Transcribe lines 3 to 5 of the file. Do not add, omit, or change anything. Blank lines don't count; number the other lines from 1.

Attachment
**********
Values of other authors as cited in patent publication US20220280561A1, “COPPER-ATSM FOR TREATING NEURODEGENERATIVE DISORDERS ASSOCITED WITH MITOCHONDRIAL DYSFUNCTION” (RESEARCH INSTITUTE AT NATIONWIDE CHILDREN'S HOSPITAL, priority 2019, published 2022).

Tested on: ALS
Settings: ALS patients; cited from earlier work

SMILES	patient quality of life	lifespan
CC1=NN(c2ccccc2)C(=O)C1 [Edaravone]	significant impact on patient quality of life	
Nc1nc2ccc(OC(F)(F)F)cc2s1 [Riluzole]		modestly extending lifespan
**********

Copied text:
Settings: ALS patients; cited from earlier work

SMILES	patient quality of life	lifespan
CC1=NN(c2ccccc2)C(=O)C1 [Edaravone]	significant impact on patient quality of life	